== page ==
Movement 1: Amoroso
Movement 2: Allegro e con spirito
Movement 3: Minuetto – Trio – Minuetto da capo
Movement 4: Rondo: Andante
The second-placed Allegro e con spirito is more the kind of piece one would have expected as an opening movement – it makes a wonderfully bright, energetic contrast to the Amoroso. The harmony, as so often with Boccherini, is extremely simple, but there’s a wide variety of different phrase-lengths and styles of dialogue, and a quite fascinating range of different textures, with staccato and legato together, repeated notes and syncopations, brilliant passagework and lyrical melodies. The second subject is a cello melody played in the highest register; it is heard twice (so that both players get a chance to perform it), separated by a shadowy minor-key episode.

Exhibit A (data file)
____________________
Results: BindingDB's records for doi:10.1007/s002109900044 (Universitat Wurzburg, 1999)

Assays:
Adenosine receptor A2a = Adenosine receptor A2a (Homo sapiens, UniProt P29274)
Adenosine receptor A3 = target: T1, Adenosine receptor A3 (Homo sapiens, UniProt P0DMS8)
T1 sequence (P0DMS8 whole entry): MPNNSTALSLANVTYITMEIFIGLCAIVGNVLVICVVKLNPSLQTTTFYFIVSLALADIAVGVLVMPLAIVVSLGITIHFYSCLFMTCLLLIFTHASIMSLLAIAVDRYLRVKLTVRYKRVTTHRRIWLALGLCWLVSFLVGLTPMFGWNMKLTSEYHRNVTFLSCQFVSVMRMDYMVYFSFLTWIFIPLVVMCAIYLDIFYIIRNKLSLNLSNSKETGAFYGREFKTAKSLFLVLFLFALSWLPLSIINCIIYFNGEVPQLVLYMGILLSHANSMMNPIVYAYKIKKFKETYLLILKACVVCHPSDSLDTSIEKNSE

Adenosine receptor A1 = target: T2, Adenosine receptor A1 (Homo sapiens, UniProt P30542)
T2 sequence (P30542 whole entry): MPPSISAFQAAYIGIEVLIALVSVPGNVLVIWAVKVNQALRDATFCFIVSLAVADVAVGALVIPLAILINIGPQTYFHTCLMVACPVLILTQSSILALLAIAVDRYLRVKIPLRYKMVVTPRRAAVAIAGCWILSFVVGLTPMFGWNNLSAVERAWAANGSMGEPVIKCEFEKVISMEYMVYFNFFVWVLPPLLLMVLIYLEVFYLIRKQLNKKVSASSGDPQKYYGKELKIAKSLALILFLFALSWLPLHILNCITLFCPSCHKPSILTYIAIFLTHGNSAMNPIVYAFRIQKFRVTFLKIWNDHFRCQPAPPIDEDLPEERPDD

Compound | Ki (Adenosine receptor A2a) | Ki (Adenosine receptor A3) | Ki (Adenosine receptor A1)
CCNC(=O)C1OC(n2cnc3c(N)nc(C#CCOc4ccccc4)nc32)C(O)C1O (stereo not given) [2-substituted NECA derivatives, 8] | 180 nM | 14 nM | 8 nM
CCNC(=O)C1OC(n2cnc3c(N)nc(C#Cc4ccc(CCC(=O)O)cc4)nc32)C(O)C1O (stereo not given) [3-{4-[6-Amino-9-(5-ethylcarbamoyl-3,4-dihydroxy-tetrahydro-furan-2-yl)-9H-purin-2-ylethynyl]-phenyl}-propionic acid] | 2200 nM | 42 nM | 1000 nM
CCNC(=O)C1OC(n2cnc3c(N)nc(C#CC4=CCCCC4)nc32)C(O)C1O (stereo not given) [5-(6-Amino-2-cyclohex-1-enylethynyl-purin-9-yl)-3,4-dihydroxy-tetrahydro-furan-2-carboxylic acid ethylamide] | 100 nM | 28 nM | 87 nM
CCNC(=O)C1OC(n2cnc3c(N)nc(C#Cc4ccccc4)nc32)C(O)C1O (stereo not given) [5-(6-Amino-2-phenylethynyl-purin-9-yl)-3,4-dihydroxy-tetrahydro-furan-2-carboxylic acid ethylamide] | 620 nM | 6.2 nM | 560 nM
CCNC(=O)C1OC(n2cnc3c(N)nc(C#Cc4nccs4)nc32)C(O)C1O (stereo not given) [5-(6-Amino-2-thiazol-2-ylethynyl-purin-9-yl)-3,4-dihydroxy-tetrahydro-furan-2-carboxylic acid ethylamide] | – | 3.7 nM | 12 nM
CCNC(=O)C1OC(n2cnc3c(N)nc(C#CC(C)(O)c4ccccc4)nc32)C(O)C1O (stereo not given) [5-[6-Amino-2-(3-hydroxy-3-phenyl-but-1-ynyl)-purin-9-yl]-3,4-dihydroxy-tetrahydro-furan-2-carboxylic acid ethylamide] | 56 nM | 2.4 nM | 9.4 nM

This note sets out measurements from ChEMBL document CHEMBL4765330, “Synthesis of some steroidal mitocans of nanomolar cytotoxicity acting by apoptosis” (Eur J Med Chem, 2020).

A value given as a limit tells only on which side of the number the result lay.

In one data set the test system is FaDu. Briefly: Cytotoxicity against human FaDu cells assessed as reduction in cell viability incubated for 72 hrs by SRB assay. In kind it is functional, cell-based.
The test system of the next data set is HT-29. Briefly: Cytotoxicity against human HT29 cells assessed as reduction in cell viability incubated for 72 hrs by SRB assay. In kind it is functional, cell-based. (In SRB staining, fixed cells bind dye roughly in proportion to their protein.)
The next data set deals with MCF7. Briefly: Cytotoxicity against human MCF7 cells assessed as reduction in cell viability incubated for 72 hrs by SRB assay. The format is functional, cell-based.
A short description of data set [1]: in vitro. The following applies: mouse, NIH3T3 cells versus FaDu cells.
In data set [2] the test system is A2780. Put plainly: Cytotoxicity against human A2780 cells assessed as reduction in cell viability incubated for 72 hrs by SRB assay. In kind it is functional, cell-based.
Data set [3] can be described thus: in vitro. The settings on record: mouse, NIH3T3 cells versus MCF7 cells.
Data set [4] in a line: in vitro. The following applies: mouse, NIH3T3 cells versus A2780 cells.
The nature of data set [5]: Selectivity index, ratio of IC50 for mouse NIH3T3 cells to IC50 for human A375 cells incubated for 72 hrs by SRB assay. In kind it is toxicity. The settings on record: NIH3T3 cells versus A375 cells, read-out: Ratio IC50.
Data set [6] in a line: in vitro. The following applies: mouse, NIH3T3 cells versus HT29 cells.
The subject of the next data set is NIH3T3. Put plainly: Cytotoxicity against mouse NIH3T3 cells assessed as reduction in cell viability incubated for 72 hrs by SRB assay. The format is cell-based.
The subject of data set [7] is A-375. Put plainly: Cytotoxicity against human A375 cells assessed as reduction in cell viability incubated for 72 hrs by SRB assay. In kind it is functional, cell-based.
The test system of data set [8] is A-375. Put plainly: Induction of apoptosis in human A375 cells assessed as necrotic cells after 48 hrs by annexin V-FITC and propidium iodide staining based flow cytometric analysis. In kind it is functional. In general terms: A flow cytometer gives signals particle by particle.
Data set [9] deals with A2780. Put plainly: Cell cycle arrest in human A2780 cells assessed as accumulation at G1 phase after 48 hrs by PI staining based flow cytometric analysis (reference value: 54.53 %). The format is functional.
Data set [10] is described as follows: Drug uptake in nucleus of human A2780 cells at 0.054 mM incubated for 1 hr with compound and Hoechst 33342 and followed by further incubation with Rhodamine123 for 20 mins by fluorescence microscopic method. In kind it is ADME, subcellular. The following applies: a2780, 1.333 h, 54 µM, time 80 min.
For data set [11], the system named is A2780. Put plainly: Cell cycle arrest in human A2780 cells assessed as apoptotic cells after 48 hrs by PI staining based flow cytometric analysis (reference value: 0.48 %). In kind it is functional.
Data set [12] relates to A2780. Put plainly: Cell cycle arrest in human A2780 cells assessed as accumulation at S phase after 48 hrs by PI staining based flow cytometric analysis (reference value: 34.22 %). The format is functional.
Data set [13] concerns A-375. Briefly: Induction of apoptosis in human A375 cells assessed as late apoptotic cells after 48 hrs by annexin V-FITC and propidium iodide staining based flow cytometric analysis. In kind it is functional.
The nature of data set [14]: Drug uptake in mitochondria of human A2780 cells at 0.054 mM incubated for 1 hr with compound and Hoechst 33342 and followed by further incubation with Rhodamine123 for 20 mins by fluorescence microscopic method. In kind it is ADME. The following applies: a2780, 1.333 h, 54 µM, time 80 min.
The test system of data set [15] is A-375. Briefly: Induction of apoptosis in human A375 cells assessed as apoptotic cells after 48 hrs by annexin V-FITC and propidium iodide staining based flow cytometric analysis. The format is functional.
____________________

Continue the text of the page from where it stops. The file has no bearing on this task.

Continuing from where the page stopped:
The A major minuet, the piece that is inseparable from the name of Boccherini and is the paradigm of suave rococo elegance (note the irony of its use in the 1950s film The Ladykillers), relies for its effect on the memorable syncopated violin melody, and an alluring, muted texture – the lower three instruments plucked while the second violin contributes a constant, smooth, shimmering background. The trio provides contrast by bringing the inner parts to the fore, but is unable entirely to forget the syncopated motif of the minuet. The finale is an extended rondo – the theme, marked ‘sotto voce’, circumscribed in range and harmonically quite static, provides a resting point between the episodes, each of which inhabits a different tonal region, featuring different instruments. First it is the turn of the viola and first cello, next an episode moving from E minor to G major, with second cello and second violin rising to prominence, and finally, in the key of C sharp minor, the first violin enjoys the limelight.
from notes by Duncan Druce © 2002